At The Giving Institute’s November board meeting, Rodney Christopher of the F.B. Heron Foundation and Richard Shaw of Youth Villages delivered a thought-provoking presentation on an emerging trend in philanthropy called growth capital.
The basic premise the speakers suggested is that healthy organizations can achieve greater success through investments of growth capital. Foundations seeking measurable, scalable impact (as opposed to placing restrictions and specifically directing their dollars) should carefully select the right nonprofits and make unrestricted, major, multi-year grants to increase the organization’s capacity for future revenue—both contributed and earned.
Last year approximately 200,000 nonprofits (or 16%) shut down according to the IRS, as reported by Giving USA. The overwhelming majority of these closures are attributed to financial pressures. The organizations were undercapitalized and had weak balance sheets going into the Great Recession and simply couldn’t pull themselves out. One cause was too many restricted assets and restricted endowments for underfunded programs. Simply put: not enough growth capital.
It has been common practice at foundations to focus on outcomes and measurable results directly attributed to the dollars they give. Grants come with restrictions and expectations, designated to specific program areas and capital expenditures. Funders continue to expect detailed impact reports after the nonprofit uses their money for specific needs.
I’m certainly an advocate of more accountability, but what is really going to move the needle for these organizations? More viable nonprofits need access to growth capital, defined as substantial, unrestricted multi-year gifts to grow capacity, scale and sustainability. While it has taken on many names including venture philanthropy, philanthropic equity, flexible capital and change capital, the concept is the same. It is founded on the notion that financial stability planning is critical and there should be a shift from raising only restricted capital (buildings, endowment) to raising unrestricted dollars that allow for growth. This financially positions nonprofits for a more sustainable future.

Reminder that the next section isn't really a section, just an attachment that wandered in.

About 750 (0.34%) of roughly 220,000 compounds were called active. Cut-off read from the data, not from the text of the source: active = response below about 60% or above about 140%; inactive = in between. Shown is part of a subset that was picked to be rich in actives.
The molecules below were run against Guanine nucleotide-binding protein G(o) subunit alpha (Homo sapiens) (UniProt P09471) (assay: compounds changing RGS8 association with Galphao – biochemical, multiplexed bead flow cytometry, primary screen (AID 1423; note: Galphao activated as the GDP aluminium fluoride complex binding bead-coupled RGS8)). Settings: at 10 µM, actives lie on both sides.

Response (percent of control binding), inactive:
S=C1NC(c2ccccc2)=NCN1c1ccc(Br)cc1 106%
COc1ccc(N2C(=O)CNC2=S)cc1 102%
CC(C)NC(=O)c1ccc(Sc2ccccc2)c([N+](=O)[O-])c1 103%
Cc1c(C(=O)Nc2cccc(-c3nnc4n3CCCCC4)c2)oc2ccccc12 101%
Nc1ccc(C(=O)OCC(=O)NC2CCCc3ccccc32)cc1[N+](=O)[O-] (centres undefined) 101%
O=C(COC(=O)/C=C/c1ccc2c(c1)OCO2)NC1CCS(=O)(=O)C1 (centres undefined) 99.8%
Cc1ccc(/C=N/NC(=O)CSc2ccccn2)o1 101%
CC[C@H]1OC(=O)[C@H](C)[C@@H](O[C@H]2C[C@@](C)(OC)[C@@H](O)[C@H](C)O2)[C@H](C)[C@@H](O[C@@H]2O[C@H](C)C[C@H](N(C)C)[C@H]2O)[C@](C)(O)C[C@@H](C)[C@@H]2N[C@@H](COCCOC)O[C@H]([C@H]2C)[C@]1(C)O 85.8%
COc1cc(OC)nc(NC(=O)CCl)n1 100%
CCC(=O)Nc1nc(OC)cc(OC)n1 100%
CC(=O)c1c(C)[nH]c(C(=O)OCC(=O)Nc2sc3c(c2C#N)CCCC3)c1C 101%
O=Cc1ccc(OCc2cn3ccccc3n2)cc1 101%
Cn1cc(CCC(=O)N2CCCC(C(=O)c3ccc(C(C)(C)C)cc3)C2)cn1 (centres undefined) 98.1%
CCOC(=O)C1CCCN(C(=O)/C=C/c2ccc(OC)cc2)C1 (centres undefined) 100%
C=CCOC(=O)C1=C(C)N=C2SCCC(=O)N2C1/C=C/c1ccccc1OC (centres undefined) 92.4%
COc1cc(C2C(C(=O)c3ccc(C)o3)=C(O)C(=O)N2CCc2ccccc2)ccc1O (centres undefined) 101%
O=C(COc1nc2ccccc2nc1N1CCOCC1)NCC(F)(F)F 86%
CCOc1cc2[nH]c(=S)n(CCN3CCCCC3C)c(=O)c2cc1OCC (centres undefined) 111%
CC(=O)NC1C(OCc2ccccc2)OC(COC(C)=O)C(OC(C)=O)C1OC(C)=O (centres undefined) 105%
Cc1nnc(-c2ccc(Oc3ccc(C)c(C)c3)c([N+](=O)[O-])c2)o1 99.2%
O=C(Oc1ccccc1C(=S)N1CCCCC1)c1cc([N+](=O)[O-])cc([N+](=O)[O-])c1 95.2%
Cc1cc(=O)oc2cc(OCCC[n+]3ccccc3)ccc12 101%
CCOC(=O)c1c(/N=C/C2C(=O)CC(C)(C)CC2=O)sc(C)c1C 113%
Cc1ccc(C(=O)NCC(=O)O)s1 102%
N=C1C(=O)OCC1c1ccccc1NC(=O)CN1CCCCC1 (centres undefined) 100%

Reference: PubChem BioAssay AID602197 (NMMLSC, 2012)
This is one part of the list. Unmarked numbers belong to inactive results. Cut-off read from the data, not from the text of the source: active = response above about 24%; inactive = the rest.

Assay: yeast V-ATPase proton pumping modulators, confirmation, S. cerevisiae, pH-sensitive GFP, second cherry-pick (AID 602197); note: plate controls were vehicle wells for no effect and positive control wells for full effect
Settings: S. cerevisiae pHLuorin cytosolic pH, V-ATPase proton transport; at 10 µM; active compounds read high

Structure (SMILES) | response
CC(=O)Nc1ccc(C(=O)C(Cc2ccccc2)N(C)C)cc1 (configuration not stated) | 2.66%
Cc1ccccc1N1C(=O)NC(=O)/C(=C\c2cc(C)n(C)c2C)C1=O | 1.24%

In their presentation, Christopher and Shaw discussed the shift from funder as a “buyer,” making short-term project-based grants that provide support on an annual basis with no commitment beyond current year, to the funder as a “builder,” making longer-term investments to help scale impact and stabilize the nonprofit financially. With growth capital, the funder is investing in a sound business plan and making a multi-year (3-5 years) commitment of flexible dollars. This is comparable to an investor taking equity in a for-profit company, but the financial return remains with the nonprofit, not going back to the investor.
The presenters emphasized that growth capital should only go to nonprofits that are ready to use it—in most cases they are already healthy enterprises. Characteristics include: the nonprofit’s services and products are in demand, they have a viable business model, they can show a strong balance sheet and they have excellent leadership, management and governance. It has been proven when growth capital is invested in these types of nonprofits there is great success. It allows organizations to expand programs, hire new development staff, develop new revenue generating opportunities and in general build capacity for the future.
This is a powerful concept that is gaining visibility in the foundation community . As fundraising consultants we’ve seen the power of foundations investing in nonprofits to build capacity, and we’d like to see this concept more widely embraced. For a recent article on the topic by Giving Institute colleague Leo Arnoult, visit the Giving Institute’s blog.
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